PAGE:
An introduction to computer audio
Want to digitize your vinyl collection?
Today there are a couple of options:
They record albums directly to CD (or iPod or flash memory, depending on the system). This is the easiest way to digitize your LP's and 45's. It's also the crudest.
They have an AD converter on board. Output is mostly USB but some offer SPDIF.
You need recording software on the PC.
These are the traditional ones.
You need a phono stage to bring the signal to line level, an AD converter and recording software. This setup allows you to choose each individual component.
An extensive overview can be found at Knowzy
Instead of a phono stage you can use a linear amp like a microphone amp and apply the needed RIAA correction using software.
Software like Pure Vinyl allows you to work this way.
A lot of debates about bit depth and sample rate can be found on many audio forums.
According to Shannon-Nyquist your sample rate should be the double of the highest frequency.
Vinyl can contain signals up to 25 kHz (but higher values are reported) so 44.1 kHz (Nyquist=22) is probably a bit at the low site.
When doing the AD conversion any signal in excess of half the sample rate generates an error.
The input should therefore be band limited.
Low sample rates like 44.1 kHz forces you to use the same steep filtering (brick wall) as in the first generation CD players.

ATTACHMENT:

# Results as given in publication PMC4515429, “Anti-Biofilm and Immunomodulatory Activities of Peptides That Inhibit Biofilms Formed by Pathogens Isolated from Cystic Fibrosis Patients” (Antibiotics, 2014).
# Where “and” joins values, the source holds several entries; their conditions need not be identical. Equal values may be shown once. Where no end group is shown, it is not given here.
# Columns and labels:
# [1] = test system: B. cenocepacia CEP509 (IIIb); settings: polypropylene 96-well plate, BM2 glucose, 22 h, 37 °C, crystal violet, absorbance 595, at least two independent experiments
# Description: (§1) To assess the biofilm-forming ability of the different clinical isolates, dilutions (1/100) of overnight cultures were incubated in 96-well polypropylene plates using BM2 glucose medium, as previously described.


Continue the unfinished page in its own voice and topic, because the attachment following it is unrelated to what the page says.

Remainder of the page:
Higher sample rates allow using a smoother filter.
Vinyl can have a dynamic range of 70 dB (but often limited to 50 dB) so 70/6=12 bits should do. But you need some headroom and in case of post-processing it is beneficial to have a 24 bit format.
Ripping vinyl is a hell of a lot of work.
Even if 24/88 is overkill I rather would go for the overkill.
Some recording software can be found here.
To digitize you need an AD converter.
This is typically a sector dominated by pro-audio companies like Prismsound, Metric Halo, etc
Older models often have a firewire interface.
Newer models support USB 2.
Ayre, a brand typically targeting the audiophile, released an AD converter.
With the advent of file based audio they expect the audiophile to rip his vinyl.
Turntable information, images, articles and reviews from around the world. We have user manuals, service manuals, schematics and brochures available for free download. Created as an archive for classic, often unobtainable turntable manuals, we also provide information on many current products complete with links to manufacturers home pages and other online resources.
Nimbus Records transfer their 78s using an acoustic horn gramophone.
The only 'electric' part of the whole playback process is the Technics SL-15 turntable.
Vinyl archiving – Werner Ogiers
An article covering aspects like AD-converters, sample rate, LP production process, recording software.
Guide to Converting Analog Vinyl To Digital Files Using Windows - Mitch Barnett
How vinyl records are made - Do it